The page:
October 21st, 2020 BY Jennifer Davis
Consumers can expect more carriers and lower premiums during open enrollment 2020, per newly released data from the Centers for Medicare and Medicaid Services (CMS). The agency reports a 2% drop in plan premiums for the second lowest-cost silver plan on the federal exchange for next year.
The second lowest-cost silver plan is used as a benchmark for setting cost sharing reductions. Overall, premiums for benchmark plans have dropped 8% on Healthcare.gov since 2018.
Subsides make a big difference in plan premiums. In 2021, a 27-year-old who earns 150% of the federal poverty level would pay only $57 a month for the lowest-cost silver plan available. For reference, a person earning 150% of the poverty level in 2020 earns $19,140 a year.
Without subsidies, that monthly premium jumps to $369 a month. Subsidies are also called advanced premium tax credits. They lower the monthly cost of health insurance for those earning between 100% and 400% of the federal poverty level.
According to CMS, 88% of enrollees were eligible for subsidies in plan year 2020.
Some enrollees also qualify for extra help in the form of cost-sharing reductions, which lower what consumers pay out of pocket for medical care.
In 2021, people who qualify for CSRs will see lower deductibles: $620 for a silver plan for someone who earns 150-200% of the federal poverty level and $74 for someone earning 100-150% of the poverty level.
Cost-sharing reductions are only available to people with incomes between 100% and 250% of the poverty level who choose a silver plan on the marketplace.
While most people qualify for tax credits to lower their premiums, not everyone does.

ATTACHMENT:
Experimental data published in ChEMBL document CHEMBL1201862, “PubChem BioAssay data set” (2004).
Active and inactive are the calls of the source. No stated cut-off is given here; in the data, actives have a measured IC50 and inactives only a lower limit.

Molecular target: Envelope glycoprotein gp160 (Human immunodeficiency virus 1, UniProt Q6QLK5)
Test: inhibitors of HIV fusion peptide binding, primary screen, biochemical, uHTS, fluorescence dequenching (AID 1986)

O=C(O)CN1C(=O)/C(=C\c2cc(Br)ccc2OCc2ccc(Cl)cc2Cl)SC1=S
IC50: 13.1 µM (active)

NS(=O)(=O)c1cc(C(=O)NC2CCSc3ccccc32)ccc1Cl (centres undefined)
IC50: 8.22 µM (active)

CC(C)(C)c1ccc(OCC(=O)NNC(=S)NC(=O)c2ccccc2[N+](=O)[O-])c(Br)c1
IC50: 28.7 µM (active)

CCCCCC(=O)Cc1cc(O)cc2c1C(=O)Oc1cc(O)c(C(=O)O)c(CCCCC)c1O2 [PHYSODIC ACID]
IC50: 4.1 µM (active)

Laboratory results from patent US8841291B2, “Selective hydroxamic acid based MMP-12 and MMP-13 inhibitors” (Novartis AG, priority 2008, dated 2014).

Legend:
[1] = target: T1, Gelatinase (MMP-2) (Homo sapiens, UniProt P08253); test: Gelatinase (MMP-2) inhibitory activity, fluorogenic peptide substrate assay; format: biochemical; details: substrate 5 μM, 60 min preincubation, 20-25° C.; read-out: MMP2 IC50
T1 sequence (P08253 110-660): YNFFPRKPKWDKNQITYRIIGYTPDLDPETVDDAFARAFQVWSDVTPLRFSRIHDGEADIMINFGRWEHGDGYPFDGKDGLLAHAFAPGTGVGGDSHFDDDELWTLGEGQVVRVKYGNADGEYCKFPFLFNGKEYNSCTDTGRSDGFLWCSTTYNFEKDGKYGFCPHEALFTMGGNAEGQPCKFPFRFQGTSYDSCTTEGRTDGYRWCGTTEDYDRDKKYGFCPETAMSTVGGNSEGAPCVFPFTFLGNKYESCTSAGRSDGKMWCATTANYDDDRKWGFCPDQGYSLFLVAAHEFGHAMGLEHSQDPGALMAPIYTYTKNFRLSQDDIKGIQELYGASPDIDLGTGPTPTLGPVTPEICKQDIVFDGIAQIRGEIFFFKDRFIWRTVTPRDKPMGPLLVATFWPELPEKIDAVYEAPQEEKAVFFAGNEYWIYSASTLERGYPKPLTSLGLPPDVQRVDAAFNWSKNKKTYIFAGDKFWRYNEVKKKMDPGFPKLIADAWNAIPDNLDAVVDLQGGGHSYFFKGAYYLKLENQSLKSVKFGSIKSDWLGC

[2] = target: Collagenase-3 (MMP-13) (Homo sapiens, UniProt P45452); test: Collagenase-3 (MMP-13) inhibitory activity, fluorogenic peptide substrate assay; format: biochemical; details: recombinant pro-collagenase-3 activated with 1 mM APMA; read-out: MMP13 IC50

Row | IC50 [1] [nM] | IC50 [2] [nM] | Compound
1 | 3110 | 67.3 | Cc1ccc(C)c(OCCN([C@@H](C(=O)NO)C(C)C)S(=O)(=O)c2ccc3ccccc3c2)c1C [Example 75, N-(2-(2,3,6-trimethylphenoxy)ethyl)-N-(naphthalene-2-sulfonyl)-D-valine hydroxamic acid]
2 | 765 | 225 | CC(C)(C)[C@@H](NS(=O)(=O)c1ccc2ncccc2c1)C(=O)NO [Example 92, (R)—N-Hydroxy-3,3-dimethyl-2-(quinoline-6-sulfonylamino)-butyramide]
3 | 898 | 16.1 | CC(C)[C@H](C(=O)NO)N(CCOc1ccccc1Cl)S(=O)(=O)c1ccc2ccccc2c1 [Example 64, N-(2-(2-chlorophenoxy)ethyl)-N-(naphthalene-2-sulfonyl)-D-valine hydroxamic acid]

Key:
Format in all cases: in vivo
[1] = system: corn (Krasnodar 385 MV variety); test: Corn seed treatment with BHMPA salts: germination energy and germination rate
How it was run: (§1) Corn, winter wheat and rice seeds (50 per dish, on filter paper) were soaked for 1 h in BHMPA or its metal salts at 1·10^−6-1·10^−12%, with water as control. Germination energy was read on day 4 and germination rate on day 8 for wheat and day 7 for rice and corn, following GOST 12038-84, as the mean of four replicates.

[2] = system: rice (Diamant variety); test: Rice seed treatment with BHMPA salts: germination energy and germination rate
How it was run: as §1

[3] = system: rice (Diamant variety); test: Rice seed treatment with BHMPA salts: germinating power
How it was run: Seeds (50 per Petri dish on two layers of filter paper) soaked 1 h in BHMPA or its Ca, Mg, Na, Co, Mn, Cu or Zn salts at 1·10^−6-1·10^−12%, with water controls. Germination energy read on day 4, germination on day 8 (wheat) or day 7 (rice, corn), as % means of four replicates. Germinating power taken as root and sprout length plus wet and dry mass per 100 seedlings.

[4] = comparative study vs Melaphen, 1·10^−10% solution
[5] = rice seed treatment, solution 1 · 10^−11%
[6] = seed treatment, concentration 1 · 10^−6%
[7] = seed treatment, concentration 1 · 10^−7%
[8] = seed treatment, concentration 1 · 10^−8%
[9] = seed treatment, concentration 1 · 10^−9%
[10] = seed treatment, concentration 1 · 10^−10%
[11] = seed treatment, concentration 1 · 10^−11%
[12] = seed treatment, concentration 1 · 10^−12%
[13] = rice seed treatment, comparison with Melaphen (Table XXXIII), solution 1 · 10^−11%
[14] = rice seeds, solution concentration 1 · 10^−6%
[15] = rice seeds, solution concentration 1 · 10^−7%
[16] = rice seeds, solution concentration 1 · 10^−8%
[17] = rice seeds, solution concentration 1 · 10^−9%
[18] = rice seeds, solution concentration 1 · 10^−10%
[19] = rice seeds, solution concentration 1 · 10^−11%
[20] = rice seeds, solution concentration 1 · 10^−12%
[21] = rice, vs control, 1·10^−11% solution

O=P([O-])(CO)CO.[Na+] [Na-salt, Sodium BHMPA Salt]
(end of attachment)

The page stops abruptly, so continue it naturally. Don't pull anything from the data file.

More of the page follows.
CMS is reporting a decrease in the number of people who sign up for coverage on the exchange if they don’t qualify for these cost-saving tax credits.
From 2018 to 2019, there’s been a decline in people enrolling without financial help. Unsubsidized enrollment is down nationwide, with significant declines in New Hampshire (71%), Virginia (26%), West Virginia (21%), Missouri (21%) and Kansas (21%).
New Hampshire alone went from nearly 55,000 unsubsidized enrollees in 2018 to just over 16,000 in 2019.
Lower enrollment among those who don’t qualify for tax credits suggests that premiums remain unaffordable for millions of Americans who don’t quite meet the cutoff for financial help.
CMS is also reporting an increase in the number of health insurance issuers on Healthcare.gov for next year. There will be 181 carriers on the marketplace in 2021, up from 22 last year.
Access to more plan options is also up for 2021. About 78% of Healthcare.gov users will have access to three or more carriers.
Nationwide, access has expanded.
In 2018, 29% of people using the federal exchange only had one insurer where they lived. That’s down to just 4% for 2021. Across the country, only 288 counties (9%) have a single issuer for 2021 while nearly half of all counties (48%) will have access to three or more for next year.
On average, people using Healthcare.gov in 2021 will have 60 plans to choose from: 22 bronze, 28 silver, 9 gold and 1 platinum.
Open enrollment to buy health insurance for 2021 starts on November 1st and ends December 15th.